CALGARY — Lawyers for Matthew de Grood — the man found not criminally responsible for killing five people at a 2014 house party in Calgary — have filed an appeal following the recent decision to rescind some of his freedoms.
In September, the Alberta Review Board revoked some of de Grood’s privileges after determining he continues to pose a significant threat to the safety of the public.
“Certainly the treatment team, the mental health experts that treat my client on a daily basis, felt that those privileges should be left in place to assist in his treatment, for reasons still not clear to me, or reasons which I do not agree with, the Alberta Review Board chose to take them away,” said de Grood’s lawyer, Allan Fay.
One of those privileges was the ability to access a group home in Edmonton.
“That was, again, that was urged by the regional head for Alberta Hospital Edmonton,” said Fay.
“He made it clear to the Review Board that once they were satisfied with my client’s medication regime was stabilized, that this was an essential part of dealing with his treatment.
“The other was his ability to travel into the community unescorted. Again he had been in the community in the past, escorted, but certainly the treatment team felt that he did not pose a threat to be unescorted in the community.”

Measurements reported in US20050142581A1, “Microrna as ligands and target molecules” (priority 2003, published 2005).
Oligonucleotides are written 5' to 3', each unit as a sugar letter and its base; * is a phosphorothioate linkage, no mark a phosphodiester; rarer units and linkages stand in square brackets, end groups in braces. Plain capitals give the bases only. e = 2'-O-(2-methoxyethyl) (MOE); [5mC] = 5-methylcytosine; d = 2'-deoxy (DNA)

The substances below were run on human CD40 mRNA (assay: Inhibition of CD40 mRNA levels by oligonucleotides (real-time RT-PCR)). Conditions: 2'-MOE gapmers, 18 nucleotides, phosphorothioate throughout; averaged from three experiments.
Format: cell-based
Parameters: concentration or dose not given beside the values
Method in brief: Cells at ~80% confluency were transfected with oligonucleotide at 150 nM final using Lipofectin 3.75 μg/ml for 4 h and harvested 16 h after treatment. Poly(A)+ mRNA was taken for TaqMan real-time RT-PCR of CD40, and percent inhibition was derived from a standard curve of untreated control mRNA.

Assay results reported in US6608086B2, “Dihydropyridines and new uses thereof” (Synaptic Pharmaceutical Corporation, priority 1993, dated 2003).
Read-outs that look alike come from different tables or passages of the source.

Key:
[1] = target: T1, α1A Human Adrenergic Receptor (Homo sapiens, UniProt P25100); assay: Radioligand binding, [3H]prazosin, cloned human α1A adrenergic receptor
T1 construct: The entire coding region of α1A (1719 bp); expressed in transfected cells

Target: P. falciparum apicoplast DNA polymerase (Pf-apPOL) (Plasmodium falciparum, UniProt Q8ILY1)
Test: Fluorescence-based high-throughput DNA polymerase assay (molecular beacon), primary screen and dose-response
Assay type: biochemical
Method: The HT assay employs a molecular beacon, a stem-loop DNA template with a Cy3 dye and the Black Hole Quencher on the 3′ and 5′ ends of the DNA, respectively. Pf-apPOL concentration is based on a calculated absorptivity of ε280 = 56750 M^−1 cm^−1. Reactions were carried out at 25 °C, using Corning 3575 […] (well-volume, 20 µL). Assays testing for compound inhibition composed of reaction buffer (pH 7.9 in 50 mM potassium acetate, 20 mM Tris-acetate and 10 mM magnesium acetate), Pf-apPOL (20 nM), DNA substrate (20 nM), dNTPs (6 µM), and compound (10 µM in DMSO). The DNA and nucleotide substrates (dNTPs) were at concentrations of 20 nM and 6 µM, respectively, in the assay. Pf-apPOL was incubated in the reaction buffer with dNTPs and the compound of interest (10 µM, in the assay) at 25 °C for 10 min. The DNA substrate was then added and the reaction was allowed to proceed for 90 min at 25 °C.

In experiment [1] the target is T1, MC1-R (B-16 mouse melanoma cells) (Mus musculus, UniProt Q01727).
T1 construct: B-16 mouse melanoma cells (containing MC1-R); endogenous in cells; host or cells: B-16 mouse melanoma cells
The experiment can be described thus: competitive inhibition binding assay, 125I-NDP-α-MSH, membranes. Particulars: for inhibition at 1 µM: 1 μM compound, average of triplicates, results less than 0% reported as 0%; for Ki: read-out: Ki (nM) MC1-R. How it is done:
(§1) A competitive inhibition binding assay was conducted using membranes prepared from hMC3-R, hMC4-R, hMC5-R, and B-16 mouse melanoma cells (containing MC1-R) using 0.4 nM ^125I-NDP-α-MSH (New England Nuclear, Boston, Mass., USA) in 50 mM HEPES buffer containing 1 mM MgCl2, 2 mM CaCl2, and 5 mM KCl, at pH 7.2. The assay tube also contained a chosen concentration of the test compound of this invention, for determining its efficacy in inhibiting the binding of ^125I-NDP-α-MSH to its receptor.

The document lists a number of reasons for the appeal, including:
- The decision of the Alberta Review Board is unreasonable and not supported by the evidence;
- The decision of the Alberta Review Board is based on a wrong decision on a question of law;
- The decision of the Alberta Review Board is a miscarriage of justice, and;
- Such further grounds as the Appellant may advise and this Honourable Court may permit.
De Grood had been permitted to spend up to three days and two nights in Edmonton away from the Alberta Hospital under the supervision of a responsible adult. In its decision that went into effect on Sept. 8, the board approved the recommendation despite the fact that two of the five board members wanted the privilege reduced to a maximum of two days and one night away from the approved facility.
The board says de Grood’s gradual reintegration into the community was interrupted with the curtailing of privileges in March in response to the COVID-19 pandemic and the subsequent restrictions placed on patients at the hospital.
De Grood has been medication-compliant to address his schizophrenia since his admission but his treatment team does not know how he would react to the transition to a group home.
The Calgarian had been charged with first-degree murder in connection with the deaths of five people at a house party in northwest Calgary on April 15, 2014 but was found not criminally responsible in May 2016 due to a mental disorder.
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